Causative organisms in microbial keratitis, their sensitivity pattern and treatment outcome in western Nepal

K Dhakwa, MK Sharma, S Bajimaya, AK Dwivedi, S KC Rai

Abstract

Introduction: Corneal infection is one of the major causes of monocular blindness in developing countries.

Objective: To determine the epidemiological characteristics, predisposing factors, microbiological pattern, sensitivity pattern and treatment outcome of microbial keratitis.

Materials and methods: A retrospective analysis of hospital records of 414 patients with diagnosed infective keratitis was done. The outcome measures were microbial isolates, their sensitivity to therapeutic agents and treatment outcome.

Results: Of the total, 312 (75.4 %) patients were farmers by profession, 138 (33.3 %) had a history of ocular trauma and 17(4.1 %) were using topical corticosteroids. Among the 138 cases of the corneal ulcer with trauma, 52 (37.68 %) had fungi isolated in culture (RR=0.54, 95% CI = 0.44 – 0.68) and 32 (23.19 %) had a bacterial growth. Cultures were positive in 300 (72.5 %) cases, having 138 (33.3 %) patients with pure fungal infection, 121 (29.2 %) with pure bacterial and 41 (9.9 %) with mixed infection. Fusarium spp was the most common fungal pathogen while Staphylococcus epidermidis was the commonest bacterial isolate. The most sensitive antibiotics for the Gram positive bacteria was cephazolin (84.92 %), while for Gram negative, ciprofloxacin and ofloxacin were the most effective (79.31 %). Of 414 cases of corneal ulcers, 363 (87.7 %) cases healed completely.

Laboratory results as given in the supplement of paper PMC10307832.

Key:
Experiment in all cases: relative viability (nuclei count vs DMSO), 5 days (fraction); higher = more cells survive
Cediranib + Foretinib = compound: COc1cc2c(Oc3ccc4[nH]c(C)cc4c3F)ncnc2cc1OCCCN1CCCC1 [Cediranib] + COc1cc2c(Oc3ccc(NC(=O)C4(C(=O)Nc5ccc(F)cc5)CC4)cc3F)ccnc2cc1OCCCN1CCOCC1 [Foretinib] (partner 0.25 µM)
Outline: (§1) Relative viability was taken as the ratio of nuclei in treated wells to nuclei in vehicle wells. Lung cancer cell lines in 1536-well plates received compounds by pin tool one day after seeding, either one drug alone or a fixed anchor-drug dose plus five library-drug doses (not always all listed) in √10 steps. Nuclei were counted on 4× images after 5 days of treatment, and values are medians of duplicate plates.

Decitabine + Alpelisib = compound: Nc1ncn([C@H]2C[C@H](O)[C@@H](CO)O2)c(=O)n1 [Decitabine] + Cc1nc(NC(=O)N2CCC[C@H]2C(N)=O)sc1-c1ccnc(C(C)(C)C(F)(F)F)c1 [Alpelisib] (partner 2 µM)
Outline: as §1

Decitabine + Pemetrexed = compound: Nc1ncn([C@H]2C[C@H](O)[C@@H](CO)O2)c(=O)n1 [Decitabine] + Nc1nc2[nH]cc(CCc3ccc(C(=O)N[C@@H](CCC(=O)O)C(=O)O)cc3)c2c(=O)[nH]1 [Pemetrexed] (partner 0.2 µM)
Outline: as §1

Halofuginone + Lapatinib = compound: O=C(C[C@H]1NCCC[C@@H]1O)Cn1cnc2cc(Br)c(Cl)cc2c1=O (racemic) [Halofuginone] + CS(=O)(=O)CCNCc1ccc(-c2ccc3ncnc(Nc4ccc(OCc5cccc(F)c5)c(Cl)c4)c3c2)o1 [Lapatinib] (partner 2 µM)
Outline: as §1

Conclusion: Microbial keratitis is mostly seen in farmers in this part of the world. Fusarium and Staphylococcus epidermidis were the most common isolates. Cephazoline and ofloxacin were the most effective antibiotics for Gram positive and Gram negative organisms respectively.

DOI: http://dx.doi.org/10.3126/nepjoph.v4i1.5863

NEPJOPH 2012; 4(1): 119-127

Keywords

corneal ulcer; microbial keratitis; western Nepal
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